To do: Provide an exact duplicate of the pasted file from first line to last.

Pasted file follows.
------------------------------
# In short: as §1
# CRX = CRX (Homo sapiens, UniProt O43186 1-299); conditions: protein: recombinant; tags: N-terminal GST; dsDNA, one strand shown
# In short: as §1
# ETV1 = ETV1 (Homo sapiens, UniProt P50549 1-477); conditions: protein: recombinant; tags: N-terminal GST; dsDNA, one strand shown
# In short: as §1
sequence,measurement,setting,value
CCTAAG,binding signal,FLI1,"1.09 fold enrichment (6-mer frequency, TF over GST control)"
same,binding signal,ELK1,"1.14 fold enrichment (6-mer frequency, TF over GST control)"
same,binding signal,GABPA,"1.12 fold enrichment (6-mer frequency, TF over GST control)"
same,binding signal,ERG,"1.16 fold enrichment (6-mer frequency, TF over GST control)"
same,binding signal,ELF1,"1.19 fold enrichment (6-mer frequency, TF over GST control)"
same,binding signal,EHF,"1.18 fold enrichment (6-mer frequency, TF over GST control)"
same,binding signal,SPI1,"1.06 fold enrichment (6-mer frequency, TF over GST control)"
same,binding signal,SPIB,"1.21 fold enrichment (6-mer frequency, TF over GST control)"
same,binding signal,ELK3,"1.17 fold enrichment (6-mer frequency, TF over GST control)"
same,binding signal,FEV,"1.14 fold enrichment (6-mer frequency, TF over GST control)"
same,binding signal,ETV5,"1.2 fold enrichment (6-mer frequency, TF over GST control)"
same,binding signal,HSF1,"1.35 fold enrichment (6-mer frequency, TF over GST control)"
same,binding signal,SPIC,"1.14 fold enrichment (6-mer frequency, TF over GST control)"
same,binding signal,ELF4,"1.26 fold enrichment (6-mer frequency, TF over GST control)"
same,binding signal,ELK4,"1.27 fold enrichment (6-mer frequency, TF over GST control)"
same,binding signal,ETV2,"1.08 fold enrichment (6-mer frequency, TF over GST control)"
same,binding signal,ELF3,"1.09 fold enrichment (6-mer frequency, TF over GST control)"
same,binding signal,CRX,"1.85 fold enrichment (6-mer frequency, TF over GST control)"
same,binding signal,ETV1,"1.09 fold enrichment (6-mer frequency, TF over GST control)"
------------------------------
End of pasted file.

# In short: as §1
# CRX = CRX (Homo sapiens, UniProt O43186 1-299); conditions: protein: recombinant; tags: N-terminal GST; dsDNA, one strand shown
# In short: as §1
# ETV1 = ETV1 (Homo sapiens, UniProt P50549 1-477); conditions: protein: recombinant; tags: N-terminal GST; dsDNA, one strand shown
# In short: as §1
sequence,measurement,setting,value
CCTAAG,binding signal,FLI1,"1.09 fold enrichment (6-mer frequency, TF over GST control)"
same,binding signal,ELK1,"1.14 fold enrichment (6-mer frequency, TF over GST control)"
same,binding signal,GABPA,"1.12 fold enrichment (6-mer frequency, TF over GST control)"
same,binding signal,ERG,"1.16 fold enrichment (6-mer frequency, TF over GST control)"
same,binding signal,ELF1,"1.19 fold enrichment (6-mer frequency, TF over GST control)"
same,binding signal,EHF,"1.18 fold enrichment (6-mer frequency, TF over GST control)"
same,binding signal,SPI1,"1.06 fold enrichment (6-mer frequency, TF over GST control)"
same,binding signal,SPIB,"1.21 fold enrichment (6-mer frequency, TF over GST control)"
same,binding signal,ELK3,"1.17 fold enrichment (6-mer frequency, TF over GST control)"
same,binding signal,FEV,"1.14 fold enrichment (6-mer frequency, TF over GST control)"
same,binding signal,ETV5,"1.2 fold enrichment (6-mer frequency, TF over GST control)"
same,binding signal,HSF1,"1.35 fold enrichment (6-mer frequency, TF over GST control)"
same,binding signal,SPIC,"1.14 fold enrichment (6-mer frequency, TF over GST control)"
same,binding signal,ELF4,"1.26 fold enrichment (6-mer frequency, TF over GST control)"
same,binding signal,ELK4,"1.27 fold enrichment (6-mer frequency, TF over GST control)"
same,binding signal,ETV2,"1.08 fold enrichment (6-mer frequency, TF over GST control)"
same,binding signal,ELF3,"1.09 fold enrichment (6-mer frequency, TF over GST control)"
same,binding signal,CRX,"1.85 fold enrichment (6-mer frequency, TF over GST control)"
same,binding signal,ETV1,"1.09 fold enrichment (6-mer frequency, TF over GST control)"